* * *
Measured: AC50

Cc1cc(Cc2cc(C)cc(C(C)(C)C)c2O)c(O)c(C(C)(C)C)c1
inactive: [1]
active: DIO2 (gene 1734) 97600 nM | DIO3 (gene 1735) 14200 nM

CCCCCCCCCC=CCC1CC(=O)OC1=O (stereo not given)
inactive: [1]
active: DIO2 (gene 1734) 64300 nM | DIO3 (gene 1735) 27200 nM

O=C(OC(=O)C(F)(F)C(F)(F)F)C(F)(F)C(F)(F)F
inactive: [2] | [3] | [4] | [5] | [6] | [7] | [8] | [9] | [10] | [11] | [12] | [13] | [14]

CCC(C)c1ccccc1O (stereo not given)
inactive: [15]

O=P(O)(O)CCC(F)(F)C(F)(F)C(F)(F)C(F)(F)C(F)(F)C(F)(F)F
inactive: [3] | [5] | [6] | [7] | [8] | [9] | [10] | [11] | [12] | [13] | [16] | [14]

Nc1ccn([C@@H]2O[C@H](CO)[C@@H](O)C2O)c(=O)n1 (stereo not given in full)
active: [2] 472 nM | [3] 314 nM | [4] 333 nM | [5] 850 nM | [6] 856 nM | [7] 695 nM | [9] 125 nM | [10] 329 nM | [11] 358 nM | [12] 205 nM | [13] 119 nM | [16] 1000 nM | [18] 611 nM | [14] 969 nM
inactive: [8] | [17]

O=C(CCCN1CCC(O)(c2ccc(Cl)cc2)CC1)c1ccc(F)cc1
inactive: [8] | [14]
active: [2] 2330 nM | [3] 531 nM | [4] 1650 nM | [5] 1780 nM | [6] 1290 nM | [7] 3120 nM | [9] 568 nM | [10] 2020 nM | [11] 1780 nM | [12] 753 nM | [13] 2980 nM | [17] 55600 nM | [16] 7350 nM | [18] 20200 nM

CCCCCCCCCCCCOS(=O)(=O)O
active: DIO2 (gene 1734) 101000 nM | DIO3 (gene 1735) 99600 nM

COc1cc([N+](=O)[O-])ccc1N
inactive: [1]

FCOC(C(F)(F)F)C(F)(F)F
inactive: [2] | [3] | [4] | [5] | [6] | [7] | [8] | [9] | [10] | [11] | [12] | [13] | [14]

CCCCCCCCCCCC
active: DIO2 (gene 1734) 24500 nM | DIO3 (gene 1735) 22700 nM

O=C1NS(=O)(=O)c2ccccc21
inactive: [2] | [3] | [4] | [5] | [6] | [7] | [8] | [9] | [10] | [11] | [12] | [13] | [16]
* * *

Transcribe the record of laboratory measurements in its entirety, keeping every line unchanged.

Measured: AC50

Cc1cc(Cc2cc(C)cc(C(C)(C)C)c2O)c(O)c(C(C)(C)C)c1
inactive: [1]
active: DIO2 (gene 1734) 97600 nM | DIO3 (gene 1735) 14200 nM

CCCCCCCCCC=CCC1CC(=O)OC1=O (stereo not given)
inactive: [1]
active: DIO2 (gene 1734) 64300 nM | DIO3 (gene 1735) 27200 nM

O=C(OC(=O)C(F)(F)C(F)(F)F)C(F)(F)C(F)(F)F
inactive: [2] | [3] | [4] | [5] | [6] | [7] | [8] | [9] | [10] | [11] | [12] | [13] | [14]

CCC(C)c1ccccc1O (stereo not given)
inactive: [15]

O=P(O)(O)CCC(F)(F)C(F)(F)C(F)(F)C(F)(F)C(F)(F)C(F)(F)F
inactive: [3] | [5] | [6] | [7] | [8] | [9] | [10] | [11] | [12] | [13] | [16] | [14]

Nc1ccn([C@@H]2O[C@H](CO)[C@@H](O)C2O)c(=O)n1 (stereo not given in full)
active: [2] 472 nM | [3] 314 nM | [4] 333 nM | [5] 850 nM | [6] 856 nM | [7] 695 nM | [9] 125 nM | [10] 329 nM | [11] 358 nM | [12] 205 nM | [13] 119 nM | [16] 1000 nM | [18] 611 nM | [14] 969 nM
inactive: [8] | [17]

O=C(CCCN1CCC(O)(c2ccc(Cl)cc2)CC1)c1ccc(F)cc1
inactive: [8] | [14]
active: [2] 2330 nM | [3] 531 nM | [4] 1650 nM | [5] 1780 nM | [6] 1290 nM | [7] 3120 nM | [9] 568 nM | [10] 2020 nM | [11] 1780 nM | [12] 753 nM | [13] 2980 nM | [17] 55600 nM | [16] 7350 nM | [18] 20200 nM

CCCCCCCCCCCCOS(=O)(=O)O
active: DIO2 (gene 1734) 101000 nM | DIO3 (gene 1735) 99600 nM

COc1cc([N+](=O)[O-])ccc1N
inactive: [1]

FCOC(C(F)(F)F)C(F)(F)F
inactive: [2] | [3] | [4] | [5] | [6] | [7] | [8] | [9] | [10] | [11] | [12] | [13] | [14]

CCCCCCCCCCCC
active: DIO2 (gene 1734) 24500 nM | DIO3 (gene 1735) 22700 nM

O=C1NS(=O)(=O)c2ccccc21
inactive: [2] | [3] | [4] | [5] | [6] | [7] | [8] | [9] | [10] | [11] | [12] | [13] | [16]